Obviously, a book of this depth deserves a far more thorough critical engagement than can be offered here. Nevertheless, several broad tendencies throughout the exegetical sections need to be noted. While none of these hermeneutical moves are patently indefensible, Fleming's case would have been much more solid if he had more thoroughly developed a defense for them. In several places throughout, the mere fact that a narrative describes a certain region is taken as a virtual guarantee that it was written from that region and was crafted to serve its political interests (an example would be the treatment of the narratives of eastern Israel, p. 117). Similarly, the fact that a character is from a given region or tribe is often considered sufficient evidence that the character's story was written to support the political interests of that region or tribe (one example being the Benjaminite interests said to underlie portions of the Saul narrative, p. 151). Finally, the conclusions of the wooden literary aesthetic of much critical scholarship are sometimes treated far too generously (as in the assumption of different underlying sources for the Jericho and Ai narratives based on differing modes of military engagement, pp. 138–39). However, none of these observations detract from the fact that The Legacy of Israel in Judah's Bible is a highly insightful volume, which makes suggestions and raises questions that no Hebrew Bible specialist should ignore.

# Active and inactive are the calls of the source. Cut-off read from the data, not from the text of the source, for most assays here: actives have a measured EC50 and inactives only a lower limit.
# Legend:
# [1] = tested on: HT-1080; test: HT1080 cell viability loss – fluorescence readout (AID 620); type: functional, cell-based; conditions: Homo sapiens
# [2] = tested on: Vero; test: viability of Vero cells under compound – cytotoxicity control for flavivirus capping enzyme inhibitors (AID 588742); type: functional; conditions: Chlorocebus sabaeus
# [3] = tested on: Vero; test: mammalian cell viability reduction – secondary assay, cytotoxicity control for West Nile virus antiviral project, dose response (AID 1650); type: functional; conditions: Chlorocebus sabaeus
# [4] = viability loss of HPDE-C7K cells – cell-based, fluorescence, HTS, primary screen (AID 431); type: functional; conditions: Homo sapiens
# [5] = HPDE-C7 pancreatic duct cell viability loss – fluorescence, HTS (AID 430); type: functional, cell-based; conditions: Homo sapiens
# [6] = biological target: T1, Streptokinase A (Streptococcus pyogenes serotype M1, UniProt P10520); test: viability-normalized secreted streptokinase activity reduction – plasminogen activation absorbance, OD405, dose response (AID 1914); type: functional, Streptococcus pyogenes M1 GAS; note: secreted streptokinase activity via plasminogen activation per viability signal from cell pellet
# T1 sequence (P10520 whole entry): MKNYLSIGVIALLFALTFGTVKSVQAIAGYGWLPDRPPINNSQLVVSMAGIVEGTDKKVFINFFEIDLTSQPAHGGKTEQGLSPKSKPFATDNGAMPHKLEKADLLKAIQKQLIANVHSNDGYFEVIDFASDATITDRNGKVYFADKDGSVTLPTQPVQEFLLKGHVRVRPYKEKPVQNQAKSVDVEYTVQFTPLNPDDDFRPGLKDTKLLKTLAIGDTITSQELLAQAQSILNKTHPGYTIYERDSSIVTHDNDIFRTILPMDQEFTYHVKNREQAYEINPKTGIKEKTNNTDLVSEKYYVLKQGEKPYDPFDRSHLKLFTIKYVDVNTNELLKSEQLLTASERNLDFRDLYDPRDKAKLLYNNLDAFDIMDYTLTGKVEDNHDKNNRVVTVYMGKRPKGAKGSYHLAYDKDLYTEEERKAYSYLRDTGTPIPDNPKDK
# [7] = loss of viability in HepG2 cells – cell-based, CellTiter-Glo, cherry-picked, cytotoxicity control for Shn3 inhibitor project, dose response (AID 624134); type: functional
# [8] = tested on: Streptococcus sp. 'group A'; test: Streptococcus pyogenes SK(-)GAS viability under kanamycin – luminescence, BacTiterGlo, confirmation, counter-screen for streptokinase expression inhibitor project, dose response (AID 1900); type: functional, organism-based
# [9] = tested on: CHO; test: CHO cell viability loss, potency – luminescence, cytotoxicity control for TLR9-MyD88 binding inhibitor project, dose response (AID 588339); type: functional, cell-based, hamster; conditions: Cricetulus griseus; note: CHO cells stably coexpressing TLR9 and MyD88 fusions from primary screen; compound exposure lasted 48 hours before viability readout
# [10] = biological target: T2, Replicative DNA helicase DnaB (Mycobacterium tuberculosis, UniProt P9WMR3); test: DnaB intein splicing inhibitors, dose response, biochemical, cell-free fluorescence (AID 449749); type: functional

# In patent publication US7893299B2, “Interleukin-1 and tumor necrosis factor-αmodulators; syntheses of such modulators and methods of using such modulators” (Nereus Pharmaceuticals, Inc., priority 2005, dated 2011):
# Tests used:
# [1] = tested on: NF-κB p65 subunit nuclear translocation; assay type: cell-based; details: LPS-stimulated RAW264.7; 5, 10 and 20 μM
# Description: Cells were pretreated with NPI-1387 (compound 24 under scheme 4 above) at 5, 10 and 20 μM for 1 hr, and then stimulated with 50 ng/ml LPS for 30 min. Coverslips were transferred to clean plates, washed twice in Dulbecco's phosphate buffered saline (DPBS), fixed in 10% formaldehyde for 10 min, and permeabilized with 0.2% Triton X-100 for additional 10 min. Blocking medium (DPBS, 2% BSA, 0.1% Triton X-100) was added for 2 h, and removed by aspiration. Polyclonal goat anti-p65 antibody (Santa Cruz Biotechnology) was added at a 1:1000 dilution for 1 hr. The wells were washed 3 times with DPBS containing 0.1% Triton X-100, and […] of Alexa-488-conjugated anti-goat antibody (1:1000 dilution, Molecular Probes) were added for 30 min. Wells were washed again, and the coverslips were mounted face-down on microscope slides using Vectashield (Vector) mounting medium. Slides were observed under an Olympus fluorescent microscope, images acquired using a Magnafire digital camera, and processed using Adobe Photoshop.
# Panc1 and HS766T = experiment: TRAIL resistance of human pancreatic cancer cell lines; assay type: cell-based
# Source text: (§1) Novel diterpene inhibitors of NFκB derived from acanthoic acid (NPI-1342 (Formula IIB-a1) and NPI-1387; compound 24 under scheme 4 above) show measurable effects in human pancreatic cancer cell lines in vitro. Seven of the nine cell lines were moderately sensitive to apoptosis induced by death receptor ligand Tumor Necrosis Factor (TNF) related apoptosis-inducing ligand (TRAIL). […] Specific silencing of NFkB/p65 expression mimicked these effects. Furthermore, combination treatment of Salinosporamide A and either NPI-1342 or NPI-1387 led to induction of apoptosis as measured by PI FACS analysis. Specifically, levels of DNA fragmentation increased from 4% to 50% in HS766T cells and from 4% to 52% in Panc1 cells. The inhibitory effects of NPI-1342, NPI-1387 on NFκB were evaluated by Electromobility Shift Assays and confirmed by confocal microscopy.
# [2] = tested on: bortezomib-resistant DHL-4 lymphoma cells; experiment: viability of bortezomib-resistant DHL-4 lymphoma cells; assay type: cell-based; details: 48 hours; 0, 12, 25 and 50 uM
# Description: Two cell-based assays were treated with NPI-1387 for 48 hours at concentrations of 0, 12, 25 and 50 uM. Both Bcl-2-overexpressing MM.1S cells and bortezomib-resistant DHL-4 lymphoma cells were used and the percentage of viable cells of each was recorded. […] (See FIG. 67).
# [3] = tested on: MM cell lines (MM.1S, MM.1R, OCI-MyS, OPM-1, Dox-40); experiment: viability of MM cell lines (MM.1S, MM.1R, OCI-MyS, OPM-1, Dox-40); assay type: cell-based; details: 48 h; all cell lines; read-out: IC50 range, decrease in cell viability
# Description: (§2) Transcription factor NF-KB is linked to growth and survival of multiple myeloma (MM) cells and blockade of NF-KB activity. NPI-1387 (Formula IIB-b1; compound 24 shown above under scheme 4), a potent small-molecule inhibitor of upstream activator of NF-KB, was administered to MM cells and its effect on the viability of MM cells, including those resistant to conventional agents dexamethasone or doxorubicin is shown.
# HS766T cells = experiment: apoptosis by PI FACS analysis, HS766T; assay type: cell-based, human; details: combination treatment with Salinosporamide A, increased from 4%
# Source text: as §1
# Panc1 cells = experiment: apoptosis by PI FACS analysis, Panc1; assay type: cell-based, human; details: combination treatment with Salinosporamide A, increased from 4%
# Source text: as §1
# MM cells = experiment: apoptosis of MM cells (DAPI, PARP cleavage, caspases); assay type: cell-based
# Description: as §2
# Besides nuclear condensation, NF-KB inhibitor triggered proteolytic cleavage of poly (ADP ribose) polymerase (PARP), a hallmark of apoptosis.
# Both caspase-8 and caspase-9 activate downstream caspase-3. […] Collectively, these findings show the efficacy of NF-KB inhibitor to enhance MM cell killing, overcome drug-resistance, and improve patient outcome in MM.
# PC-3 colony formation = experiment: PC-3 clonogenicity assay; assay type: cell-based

David J. Fuller, McMaster Divinity College

[1] John Van Seters, Abraham in History and Tradition (New Haven, CT: Yale University Press, 1975); idem, In Search of History: Historiography in the Ancient World and the Origins of Biblical History (New Haven, CT: Yale University Press, 1983); Konrad Schmid, Genesis and the Moses Story: Israel's Dual Origins in the Hebrew Bible (Siphrut: Literature and Theology of the Hebrew Scriptures, 3; Winona Lake, IN: Eisenbrauns, 2010). reference

[2] Daniel E. Fleming, Democracy's Ancient Ancestors: Mari and Early Collective Governance (Cambridge: Cambridge University Press, 2004). reference